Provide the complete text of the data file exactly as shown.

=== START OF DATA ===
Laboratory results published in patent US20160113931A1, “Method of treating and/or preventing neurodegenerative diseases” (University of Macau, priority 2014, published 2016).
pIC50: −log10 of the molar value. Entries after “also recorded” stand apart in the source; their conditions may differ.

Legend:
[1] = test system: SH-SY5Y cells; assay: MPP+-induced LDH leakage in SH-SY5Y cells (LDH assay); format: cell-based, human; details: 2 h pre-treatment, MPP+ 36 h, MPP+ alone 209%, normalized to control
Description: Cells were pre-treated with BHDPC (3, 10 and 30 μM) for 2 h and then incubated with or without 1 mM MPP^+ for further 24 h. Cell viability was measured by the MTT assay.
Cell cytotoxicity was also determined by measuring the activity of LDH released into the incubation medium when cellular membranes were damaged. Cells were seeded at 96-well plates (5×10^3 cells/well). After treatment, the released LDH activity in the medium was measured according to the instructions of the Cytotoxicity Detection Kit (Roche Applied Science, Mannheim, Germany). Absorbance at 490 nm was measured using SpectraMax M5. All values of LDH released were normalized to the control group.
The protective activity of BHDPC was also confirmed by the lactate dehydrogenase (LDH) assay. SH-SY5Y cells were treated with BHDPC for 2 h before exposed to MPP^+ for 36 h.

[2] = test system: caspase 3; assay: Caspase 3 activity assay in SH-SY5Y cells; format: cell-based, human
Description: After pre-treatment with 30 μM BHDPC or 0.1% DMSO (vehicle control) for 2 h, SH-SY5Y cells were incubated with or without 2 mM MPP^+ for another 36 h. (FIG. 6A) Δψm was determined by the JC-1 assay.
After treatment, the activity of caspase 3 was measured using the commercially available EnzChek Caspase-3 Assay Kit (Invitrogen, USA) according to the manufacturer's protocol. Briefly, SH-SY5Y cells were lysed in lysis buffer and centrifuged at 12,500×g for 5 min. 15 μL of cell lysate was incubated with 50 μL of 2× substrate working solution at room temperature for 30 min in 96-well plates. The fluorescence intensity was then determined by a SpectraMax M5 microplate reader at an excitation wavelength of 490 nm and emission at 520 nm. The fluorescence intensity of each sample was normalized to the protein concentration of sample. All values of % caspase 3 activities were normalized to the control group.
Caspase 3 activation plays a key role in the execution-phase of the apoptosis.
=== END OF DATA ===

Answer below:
Laboratory results published in patent US20160113931A1, “Method of treating and/or preventing neurodegenerative diseases” (University of Macau, priority 2014, published 2016).
pIC50: −log10 of the molar value. Entries after “also recorded” stand apart in the source; their conditions may differ.

Legend:
[1] = test system: SH-SY5Y cells; assay: MPP+-induced LDH leakage in SH-SY5Y cells (LDH assay); format: cell-based, human; details: 2 h pre-treatment, MPP+ 36 h, MPP+ alone 209%, normalized to control
Description: Cells were pre-treated with BHDPC (3, 10 and 30 μM) for 2 h and then incubated with or without 1 mM MPP^+ for further 24 h. Cell viability was measured by the MTT assay.
Cell cytotoxicity was also determined by measuring the activity of LDH released into the incubation medium when cellular membranes were damaged. Cells were seeded at 96-well plates (5×10^3 cells/well). After treatment, the released LDH activity in the medium was measured according to the instructions of the Cytotoxicity Detection Kit (Roche Applied Science, Mannheim, Germany). Absorbance at 490 nm was measured using SpectraMax M5. All values of LDH released were normalized to the control group.
The protective activity of BHDPC was also confirmed by the lactate dehydrogenase (LDH) assay. SH-SY5Y cells were treated with BHDPC for 2 h before exposed to MPP^+ for 36 h.

[2] = test system: caspase 3; assay: Caspase 3 activity assay in SH-SY5Y cells; format: cell-based, human
Description: After pre-treatment with 30 μM BHDPC or 0.1% DMSO (vehicle control) for 2 h, SH-SY5Y cells were incubated with or without 2 mM MPP^+ for another 36 h. (FIG. 6A) Δψm was determined by the JC-1 assay.
After treatment, the activity of caspase 3 was measured using the commercially available EnzChek Caspase-3 Assay Kit (Invitrogen, USA) according to the manufacturer's protocol. Briefly, SH-SY5Y cells were lysed in lysis buffer and centrifuged at 12,500×g for 5 min. 15 μL of cell lysate was incubated with 50 μL of 2× substrate working solution at room temperature for 30 min in 96-well plates. The fluorescence intensity was then determined by a SpectraMax M5 microplate reader at an excitation wavelength of 490 nm and emission at 520 nm. The fluorescence intensity of each sample was normalized to the protein concentration of sample. All values of % caspase 3 activities were normalized to the control group.
Caspase 3 activation plays a key role in the execution-phase of the apoptosis.